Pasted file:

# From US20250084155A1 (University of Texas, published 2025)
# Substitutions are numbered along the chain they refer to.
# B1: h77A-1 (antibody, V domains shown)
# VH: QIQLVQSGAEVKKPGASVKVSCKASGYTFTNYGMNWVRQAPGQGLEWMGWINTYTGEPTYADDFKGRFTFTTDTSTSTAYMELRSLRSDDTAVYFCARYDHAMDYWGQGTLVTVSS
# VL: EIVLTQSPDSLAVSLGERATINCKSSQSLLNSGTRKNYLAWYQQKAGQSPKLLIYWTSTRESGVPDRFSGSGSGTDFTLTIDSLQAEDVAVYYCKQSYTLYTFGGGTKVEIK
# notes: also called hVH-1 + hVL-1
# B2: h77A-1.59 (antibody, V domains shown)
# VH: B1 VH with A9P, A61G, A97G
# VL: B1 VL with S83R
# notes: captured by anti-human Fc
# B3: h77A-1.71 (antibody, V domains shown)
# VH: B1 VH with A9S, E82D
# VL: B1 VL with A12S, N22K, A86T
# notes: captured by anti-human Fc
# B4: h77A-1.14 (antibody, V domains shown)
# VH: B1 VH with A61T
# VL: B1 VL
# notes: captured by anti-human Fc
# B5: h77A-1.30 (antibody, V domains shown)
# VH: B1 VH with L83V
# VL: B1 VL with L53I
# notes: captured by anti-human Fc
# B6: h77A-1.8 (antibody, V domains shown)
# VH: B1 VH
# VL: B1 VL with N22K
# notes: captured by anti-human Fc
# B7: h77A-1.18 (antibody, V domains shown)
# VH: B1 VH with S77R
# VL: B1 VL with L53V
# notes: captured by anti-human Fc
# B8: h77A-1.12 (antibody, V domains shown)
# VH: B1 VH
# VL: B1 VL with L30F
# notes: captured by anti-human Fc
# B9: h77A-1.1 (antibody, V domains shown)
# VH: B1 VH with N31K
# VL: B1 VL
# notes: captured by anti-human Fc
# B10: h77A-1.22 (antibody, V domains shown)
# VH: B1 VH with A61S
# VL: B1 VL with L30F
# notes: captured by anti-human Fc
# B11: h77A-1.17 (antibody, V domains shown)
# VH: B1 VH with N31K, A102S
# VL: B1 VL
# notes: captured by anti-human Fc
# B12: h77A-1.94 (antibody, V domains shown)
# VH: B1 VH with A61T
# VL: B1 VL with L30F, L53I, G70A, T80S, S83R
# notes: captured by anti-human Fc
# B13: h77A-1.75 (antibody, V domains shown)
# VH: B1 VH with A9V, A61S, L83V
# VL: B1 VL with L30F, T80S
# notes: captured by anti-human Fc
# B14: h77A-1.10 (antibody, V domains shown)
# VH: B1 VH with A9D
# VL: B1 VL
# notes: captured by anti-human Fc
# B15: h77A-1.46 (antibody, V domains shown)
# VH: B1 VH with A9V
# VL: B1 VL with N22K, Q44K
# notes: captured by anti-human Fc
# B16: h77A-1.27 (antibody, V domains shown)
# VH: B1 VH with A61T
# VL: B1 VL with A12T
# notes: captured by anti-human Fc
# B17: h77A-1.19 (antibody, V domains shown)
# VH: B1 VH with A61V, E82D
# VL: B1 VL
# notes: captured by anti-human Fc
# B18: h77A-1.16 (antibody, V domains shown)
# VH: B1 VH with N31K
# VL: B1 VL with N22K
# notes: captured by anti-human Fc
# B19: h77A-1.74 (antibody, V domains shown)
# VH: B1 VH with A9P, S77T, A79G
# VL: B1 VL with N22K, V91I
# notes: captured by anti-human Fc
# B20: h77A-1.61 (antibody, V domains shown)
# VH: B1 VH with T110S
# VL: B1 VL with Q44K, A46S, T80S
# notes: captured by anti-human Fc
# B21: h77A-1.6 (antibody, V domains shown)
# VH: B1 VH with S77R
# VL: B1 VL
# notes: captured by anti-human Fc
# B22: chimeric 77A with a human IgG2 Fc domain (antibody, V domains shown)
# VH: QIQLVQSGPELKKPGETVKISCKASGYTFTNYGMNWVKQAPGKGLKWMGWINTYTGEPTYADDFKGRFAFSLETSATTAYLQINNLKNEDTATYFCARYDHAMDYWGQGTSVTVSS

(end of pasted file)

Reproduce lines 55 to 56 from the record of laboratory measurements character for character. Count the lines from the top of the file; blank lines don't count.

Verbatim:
# B14: h77A-1.10 (antibody, V domains shown)
# VH: B1 VH with A9D